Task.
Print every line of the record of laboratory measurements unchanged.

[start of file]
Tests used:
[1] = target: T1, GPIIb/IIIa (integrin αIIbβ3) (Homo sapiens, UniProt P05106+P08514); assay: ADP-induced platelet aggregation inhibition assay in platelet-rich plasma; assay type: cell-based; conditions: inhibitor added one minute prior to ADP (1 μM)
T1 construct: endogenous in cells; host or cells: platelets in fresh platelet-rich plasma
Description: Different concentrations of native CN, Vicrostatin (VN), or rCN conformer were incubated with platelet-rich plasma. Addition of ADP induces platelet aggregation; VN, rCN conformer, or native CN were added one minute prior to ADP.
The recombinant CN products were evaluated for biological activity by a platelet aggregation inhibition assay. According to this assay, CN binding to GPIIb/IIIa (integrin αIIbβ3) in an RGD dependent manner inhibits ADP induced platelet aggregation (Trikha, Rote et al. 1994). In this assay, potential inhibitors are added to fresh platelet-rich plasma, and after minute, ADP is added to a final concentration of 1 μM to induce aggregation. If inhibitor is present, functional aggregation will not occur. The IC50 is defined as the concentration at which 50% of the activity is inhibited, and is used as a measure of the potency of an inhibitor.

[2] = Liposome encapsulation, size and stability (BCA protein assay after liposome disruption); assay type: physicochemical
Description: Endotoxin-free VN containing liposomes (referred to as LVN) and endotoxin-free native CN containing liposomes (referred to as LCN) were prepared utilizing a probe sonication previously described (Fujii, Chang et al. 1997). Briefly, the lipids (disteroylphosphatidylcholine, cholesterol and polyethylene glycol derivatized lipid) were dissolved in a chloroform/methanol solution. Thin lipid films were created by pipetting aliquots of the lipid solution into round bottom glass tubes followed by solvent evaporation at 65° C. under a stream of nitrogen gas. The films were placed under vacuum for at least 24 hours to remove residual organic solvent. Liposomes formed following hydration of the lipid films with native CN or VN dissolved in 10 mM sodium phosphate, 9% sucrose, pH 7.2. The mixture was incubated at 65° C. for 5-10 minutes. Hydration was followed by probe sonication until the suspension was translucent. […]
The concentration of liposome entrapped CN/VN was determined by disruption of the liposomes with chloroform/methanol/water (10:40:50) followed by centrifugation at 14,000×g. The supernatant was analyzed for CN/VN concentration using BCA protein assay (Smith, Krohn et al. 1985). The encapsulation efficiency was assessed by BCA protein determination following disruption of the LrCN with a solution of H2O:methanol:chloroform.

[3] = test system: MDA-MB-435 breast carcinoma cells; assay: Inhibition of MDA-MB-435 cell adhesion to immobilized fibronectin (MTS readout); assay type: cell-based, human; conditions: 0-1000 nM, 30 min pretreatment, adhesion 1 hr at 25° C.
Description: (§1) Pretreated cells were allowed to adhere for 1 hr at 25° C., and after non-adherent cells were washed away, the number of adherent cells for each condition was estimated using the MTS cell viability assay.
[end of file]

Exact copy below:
Tests used:
[1] = target: T1, GPIIb/IIIa (integrin αIIbβ3) (Homo sapiens, UniProt P05106+P08514); assay: ADP-induced platelet aggregation inhibition assay in platelet-rich plasma; assay type: cell-based; conditions: inhibitor added one minute prior to ADP (1 μM)
T1 construct: endogenous in cells; host or cells: platelets in fresh platelet-rich plasma
Description: Different concentrations of native CN, Vicrostatin (VN), or rCN conformer were incubated with platelet-rich plasma. Addition of ADP induces platelet aggregation; VN, rCN conformer, or native CN were added one minute prior to ADP.
The recombinant CN products were evaluated for biological activity by a platelet aggregation inhibition assay. According to this assay, CN binding to GPIIb/IIIa (integrin αIIbβ3) in an RGD dependent manner inhibits ADP induced platelet aggregation (Trikha, Rote et al. 1994). In this assay, potential inhibitors are added to fresh platelet-rich plasma, and after minute, ADP is added to a final concentration of 1 μM to induce aggregation. If inhibitor is present, functional aggregation will not occur. The IC50 is defined as the concentration at which 50% of the activity is inhibited, and is used as a measure of the potency of an inhibitor.

[2] = Liposome encapsulation, size and stability (BCA protein assay after liposome disruption); assay type: physicochemical
Description: Endotoxin-free VN containing liposomes (referred to as LVN) and endotoxin-free native CN containing liposomes (referred to as LCN) were prepared utilizing a probe sonication previously described (Fujii, Chang et al. 1997). Briefly, the lipids (disteroylphosphatidylcholine, cholesterol and polyethylene glycol derivatized lipid) were dissolved in a chloroform/methanol solution. Thin lipid films were created by pipetting aliquots of the lipid solution into round bottom glass tubes followed by solvent evaporation at 65° C. under a stream of nitrogen gas. The films were placed under vacuum for at least 24 hours to remove residual organic solvent. Liposomes formed following hydration of the lipid films with native CN or VN dissolved in 10 mM sodium phosphate, 9% sucrose, pH 7.2. The mixture was incubated at 65° C. for 5-10 minutes. Hydration was followed by probe sonication until the suspension was translucent. […]
The concentration of liposome entrapped CN/VN was determined by disruption of the liposomes with chloroform/methanol/water (10:40:50) followed by centrifugation at 14,000×g. The supernatant was analyzed for CN/VN concentration using BCA protein assay (Smith, Krohn et al. 1985). The encapsulation efficiency was assessed by BCA protein determination following disruption of the LrCN with a solution of H2O:methanol:chloroform.

[3] = test system: MDA-MB-435 breast carcinoma cells; assay: Inhibition of MDA-MB-435 cell adhesion to immobilized fibronectin (MTS readout); assay type: cell-based, human; conditions: 0-1000 nM, 30 min pretreatment, adhesion 1 hr at 25° C.
Description: (§1) Pretreated cells were allowed to adhere for 1 hr at 25° C., and after non-adherent cells were washed away, the number of adherent cells for each condition was estimated using the MTS cell viability assay.